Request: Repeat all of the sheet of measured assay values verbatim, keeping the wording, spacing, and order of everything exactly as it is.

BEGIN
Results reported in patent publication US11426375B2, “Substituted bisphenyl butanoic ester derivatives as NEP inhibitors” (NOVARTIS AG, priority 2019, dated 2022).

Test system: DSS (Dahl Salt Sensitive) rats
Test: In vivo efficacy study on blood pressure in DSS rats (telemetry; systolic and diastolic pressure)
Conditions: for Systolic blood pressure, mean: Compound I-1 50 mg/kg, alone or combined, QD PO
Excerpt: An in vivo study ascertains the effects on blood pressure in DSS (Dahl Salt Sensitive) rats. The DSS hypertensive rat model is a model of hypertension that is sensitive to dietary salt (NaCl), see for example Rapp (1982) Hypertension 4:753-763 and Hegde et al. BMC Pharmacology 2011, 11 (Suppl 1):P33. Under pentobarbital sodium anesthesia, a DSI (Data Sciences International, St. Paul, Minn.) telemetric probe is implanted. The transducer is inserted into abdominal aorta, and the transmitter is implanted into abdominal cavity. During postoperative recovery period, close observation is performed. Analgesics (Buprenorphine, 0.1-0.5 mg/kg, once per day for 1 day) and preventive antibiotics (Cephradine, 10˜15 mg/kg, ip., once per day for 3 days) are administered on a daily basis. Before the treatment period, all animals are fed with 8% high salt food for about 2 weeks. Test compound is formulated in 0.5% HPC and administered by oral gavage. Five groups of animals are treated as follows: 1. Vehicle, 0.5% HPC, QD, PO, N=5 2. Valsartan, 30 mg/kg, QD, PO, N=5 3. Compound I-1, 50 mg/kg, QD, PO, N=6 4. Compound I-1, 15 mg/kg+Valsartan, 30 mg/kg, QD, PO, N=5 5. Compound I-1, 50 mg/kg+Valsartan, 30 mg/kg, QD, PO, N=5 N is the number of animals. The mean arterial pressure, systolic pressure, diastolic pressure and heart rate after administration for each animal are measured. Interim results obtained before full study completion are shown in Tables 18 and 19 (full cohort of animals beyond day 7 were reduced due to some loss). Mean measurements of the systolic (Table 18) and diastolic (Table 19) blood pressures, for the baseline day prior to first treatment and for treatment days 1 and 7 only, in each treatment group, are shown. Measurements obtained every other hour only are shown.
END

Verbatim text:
Results reported in patent publication US11426375B2, “Substituted bisphenyl butanoic ester derivatives as NEP inhibitors” (NOVARTIS AG, priority 2019, dated 2022).

Test system: DSS (Dahl Salt Sensitive) rats
Test: In vivo efficacy study on blood pressure in DSS rats (telemetry; systolic and diastolic pressure)
Conditions: for Systolic blood pressure, mean: Compound I-1 50 mg/kg, alone or combined, QD PO
Excerpt: An in vivo study ascertains the effects on blood pressure in DSS (Dahl Salt Sensitive) rats. The DSS hypertensive rat model is a model of hypertension that is sensitive to dietary salt (NaCl), see for example Rapp (1982) Hypertension 4:753-763 and Hegde et al. BMC Pharmacology 2011, 11 (Suppl 1):P33. Under pentobarbital sodium anesthesia, a DSI (Data Sciences International, St. Paul, Minn.) telemetric probe is implanted. The transducer is inserted into abdominal aorta, and the transmitter is implanted into abdominal cavity. During postoperative recovery period, close observation is performed. Analgesics (Buprenorphine, 0.1-0.5 mg/kg, once per day for 1 day) and preventive antibiotics (Cephradine, 10˜15 mg/kg, ip., once per day for 3 days) are administered on a daily basis. Before the treatment period, all animals are fed with 8% high salt food for about 2 weeks. Test compound is formulated in 0.5% HPC and administered by oral gavage. Five groups of animals are treated as follows: 1. Vehicle, 0.5% HPC, QD, PO, N=5 2. Valsartan, 30 mg/kg, QD, PO, N=5 3. Compound I-1, 50 mg/kg, QD, PO, N=6 4. Compound I-1, 15 mg/kg+Valsartan, 30 mg/kg, QD, PO, N=5 5. Compound I-1, 50 mg/kg+Valsartan, 30 mg/kg, QD, PO, N=5 N is the number of animals. The mean arterial pressure, systolic pressure, diastolic pressure and heart rate after administration for each animal are measured. Interim results obtained before full study completion are shown in Tables 18 and 19 (full cohort of animals beyond day 7 were reduced due to some loss). Mean measurements of the systolic (Table 18) and diastolic (Table 19) blood pressures, for the baseline day prior to first treatment and for treatment days 1 and 7 only, in each treatment group, are shown. Measurements obtained every other hour only are shown.